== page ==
My father’s parents had 5 children, each with a spouse and 2 children of their own.  Plus at the time of this memory, there were a couple of the older grandchildren who were married as well.  So mix all of those bodies together in a little 5 room house for 4 or 5 hours and your own imagination begins to paint a creative picture.  Mamaw never failed to provide a more than adequate meal for all of us that included nothing but the most flavorfully seasoned green beans, homemade biscuits, fresh corn, “no lump” mashed potatoes, and so much more.  Men were served first and seated at the table.  Children filed in neatly behind their fathers and were seated with card tables scattered throughout the home.  Women got the remainders and sat, or stood, wherever there may be a vacant space.  I don’t believe that Mamaw ever ate.  She just stood at the kitchen sink washing the dishes and praying over us all as she scrubbed away the stuck on cheese from the empty macaroni dish.   Presents are not something that stick out in my mind during these family gatherings because in Mamaw’s home, it was all about being together and sharing life.  However, I do remember very vividly the year that the tag on my gift read, “To: April Dawn, From: Mamaw”.   I must have been nine years old so everything “Christmas” was still childlike and fascinating to me.  Watching my other cousins open their gifts while awaiting my turn was almost unbearable.  Barbies and blocks, toys cars and super heroes were unwrapped all around me.  My insides were churning with excitement and my eyes were as big as saucers as I looked on in amazement.  My turn finally arrived and all eyes were on me.  I squeezed my gift and shook my gift and could only imagine what it could be… maybe it would be one of those new scented dolls with the really great hair that all of my friends had.  I ripped the paper off and tried my best to maintain the gratified look on my face when I realized that I had just opened… a quilt.  A quilt?  A quilt?!  A warm, practical, “only used when you’re asleep” quilt!  Now because my parents had raised me with principles and consideration of others, I smiled at my Mamaw and hugged her with the most warm embrace that I could muster while thinking “A QUILT???”  I tried to enjoy the remainder of the evening with my cousins.  I tried to enjoy that slice of damson pie and that portion of banana pudding.  Yet all I could think was “A QUILT?”  During the ride home, as my brother settled into a slumber and my mom and dad reflected over the evening’s events, I was lost in confusion over not being understood by my Mamaw.  Didn’t she know that I would be disappointed over a quilt?  Maybe it was payback for the one time I beat her at the game of Sorry!  What else could explain her purchase of a quilt?  As my mom placed that quilt on my bed underneath the bright yellow comforter, I looked at my Barbie house and thought about all of the fun I would have had with that brand new scented doll.  I would have skipped to my friend’s house just two doors down the next day and gladly bragged on what a great Mamaw I had.  “Look how thoughtful and cool my Mamaw is,” I would say.  “Smell my doll’s hair… apricot… just like I wanted” I would boast.  Instead, I settled down to sleep that night in my flannel pjs with a quilt keeping me warm.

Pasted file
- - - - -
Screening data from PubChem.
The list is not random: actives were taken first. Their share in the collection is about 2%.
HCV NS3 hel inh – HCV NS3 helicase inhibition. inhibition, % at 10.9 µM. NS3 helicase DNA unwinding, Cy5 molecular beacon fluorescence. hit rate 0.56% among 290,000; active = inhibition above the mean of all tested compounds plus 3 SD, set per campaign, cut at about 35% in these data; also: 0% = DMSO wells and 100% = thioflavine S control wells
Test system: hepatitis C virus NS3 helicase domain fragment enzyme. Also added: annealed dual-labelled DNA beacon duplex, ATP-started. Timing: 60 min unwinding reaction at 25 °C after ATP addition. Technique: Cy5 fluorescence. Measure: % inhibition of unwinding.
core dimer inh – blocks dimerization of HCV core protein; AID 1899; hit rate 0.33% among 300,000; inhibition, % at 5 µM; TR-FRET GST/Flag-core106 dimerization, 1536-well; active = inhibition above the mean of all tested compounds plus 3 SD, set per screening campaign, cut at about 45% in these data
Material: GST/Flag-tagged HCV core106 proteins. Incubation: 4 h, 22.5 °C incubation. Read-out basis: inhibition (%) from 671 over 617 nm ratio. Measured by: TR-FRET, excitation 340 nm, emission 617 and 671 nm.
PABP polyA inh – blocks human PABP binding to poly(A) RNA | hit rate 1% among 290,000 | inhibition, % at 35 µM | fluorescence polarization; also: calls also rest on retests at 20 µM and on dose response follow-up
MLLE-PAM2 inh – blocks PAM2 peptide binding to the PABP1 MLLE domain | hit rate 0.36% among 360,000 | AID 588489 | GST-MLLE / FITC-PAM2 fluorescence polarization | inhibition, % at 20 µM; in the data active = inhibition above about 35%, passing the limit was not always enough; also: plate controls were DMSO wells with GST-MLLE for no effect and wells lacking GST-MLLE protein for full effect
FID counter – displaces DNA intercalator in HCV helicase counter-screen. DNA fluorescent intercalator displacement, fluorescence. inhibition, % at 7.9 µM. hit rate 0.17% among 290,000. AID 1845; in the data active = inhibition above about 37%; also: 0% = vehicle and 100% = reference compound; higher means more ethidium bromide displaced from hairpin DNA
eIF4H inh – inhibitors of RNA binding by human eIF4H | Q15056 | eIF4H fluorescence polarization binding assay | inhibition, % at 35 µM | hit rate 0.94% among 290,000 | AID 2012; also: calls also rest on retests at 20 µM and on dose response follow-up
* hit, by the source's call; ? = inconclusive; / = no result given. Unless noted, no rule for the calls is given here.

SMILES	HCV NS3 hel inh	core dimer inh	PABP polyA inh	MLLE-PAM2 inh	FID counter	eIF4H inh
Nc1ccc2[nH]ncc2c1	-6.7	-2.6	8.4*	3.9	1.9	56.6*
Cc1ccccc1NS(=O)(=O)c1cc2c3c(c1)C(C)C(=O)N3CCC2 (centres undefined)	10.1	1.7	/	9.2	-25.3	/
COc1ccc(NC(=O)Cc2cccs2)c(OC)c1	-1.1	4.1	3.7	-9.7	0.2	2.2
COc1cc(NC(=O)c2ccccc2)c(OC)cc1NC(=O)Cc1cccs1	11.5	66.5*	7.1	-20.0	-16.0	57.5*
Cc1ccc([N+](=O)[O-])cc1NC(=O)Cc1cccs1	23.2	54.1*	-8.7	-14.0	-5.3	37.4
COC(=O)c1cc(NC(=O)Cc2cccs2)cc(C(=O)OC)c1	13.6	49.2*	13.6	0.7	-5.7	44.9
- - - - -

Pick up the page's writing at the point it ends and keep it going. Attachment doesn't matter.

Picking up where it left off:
As I passed my daughter’s empty room this morning, I noticed something hanging out from underneath her green and white comforter.  Without thinking, I neatly tucked that misplaced corner back under the mattress so that it wouldn’t escape from keeping in the warmth as my precious child sleeps peacefully tonight.  As my fingers grazed over the satin trim, I was immediately swept back to packing that quilt in a box as my family embarked on a move that would make a significant mark on my identity.  I was reminded of nights crying into that quilt as I made my way ever so clumsily through adolescence.  I remember eating chicken soup in bed with that quilt wrapped tightly around me as I recovered from chicken pox, the common cold, and any other thing that such comforts can eliminate.  I remember the mixed emotions of loss and new frontiers as my mom tucked in the satin edges of that quilt in my college dorm room and then kissed me goodbye for a season of unchartered waters.  And yes, even as my husband and I began to create a home of our own, that quilt was there to cover us on chilly nights.

 

So this evening, when I say prayers and take a few minutes to share simple secrets with my daughter, I will tuck her into the embrace of a quilt that has lasted far beyond the fad of a doll that smelled like apricot.  Maybe I’ll be able to offer a little of what I believe my Mamaw was offering me on that Christmas when she drew my name… Comfort.

 

[author] [author_info]April Garner | Freelance Writer[/author_info] [/author]